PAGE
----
VOl. 86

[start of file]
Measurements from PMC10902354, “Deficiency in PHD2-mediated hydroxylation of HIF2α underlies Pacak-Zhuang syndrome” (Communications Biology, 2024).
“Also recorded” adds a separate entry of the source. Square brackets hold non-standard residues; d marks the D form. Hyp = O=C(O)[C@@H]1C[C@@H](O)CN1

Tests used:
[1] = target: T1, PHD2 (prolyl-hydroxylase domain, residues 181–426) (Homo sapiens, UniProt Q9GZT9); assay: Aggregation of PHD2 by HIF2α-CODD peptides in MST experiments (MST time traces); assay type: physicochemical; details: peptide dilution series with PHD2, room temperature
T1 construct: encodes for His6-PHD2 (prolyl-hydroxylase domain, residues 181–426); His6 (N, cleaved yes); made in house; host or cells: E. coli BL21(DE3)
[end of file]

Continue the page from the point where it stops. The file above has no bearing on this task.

Conversion of the saturated ester VI to the correspond(8.68 T) is essentially the same as t h a t observed in ing amide VI1 occurred smoothly in the usual manner their case. via the acid and acid chloride. Hofmann degradation of the amide yielded the saturated amine VIII, whose benzoyl derivative I X melted a t 130-131'. I t has been shown previously by Hiickel and his collaborators that reduction of cis-hydrindan-1-one oxime gives a X mixture of the epimeric 1-amino-cis-hydrindane~.~ In studies on the thermal rearrangement of bicycloThese, after separation, give benzoyl derivatives [ 6.1.01nona-2,4,6-triene and its 9,g-dihalogen derivamelting a t 180 and 131', respectively. When this tives, Vogel has considered both X I and XI1 as probresult is combined with the fact that the hydrindane-lable intermediate^.^,^ I n the case of the 9,9-dichloro carboxylic acid obtained as an intermediate in our derivatives, which yield XI11 as the final product of sequence is definitely different from the presumably the rearrangement, a reaction path involving XI1 all cis-hydrindane- 1-carboxylic acid prepared by has been favored. However, such a reaction path Knowles, Kuck, and Elderfield,G it can be concluded seems unlikely for our 9-ethoxycarbonyl derivative that the stereochemistry of our l-benzoylamino-cissince it would predict 2-etho~ycarbonyl-8~9-dihydrohydrindane is correctly represented by I X . I n turn, indene as the final product rather than structure I1 the full assignment of stereochemistry to I1 can be as observed. made as shown. As a final detail, the amine VI11 was subjected t o the Hofmann exhaustive methylation procedure and the olefin so obtained was hydrogenated. The resulting saturated hydrocarbon was shown by infrared spectral comparison to be cis-hydrindane.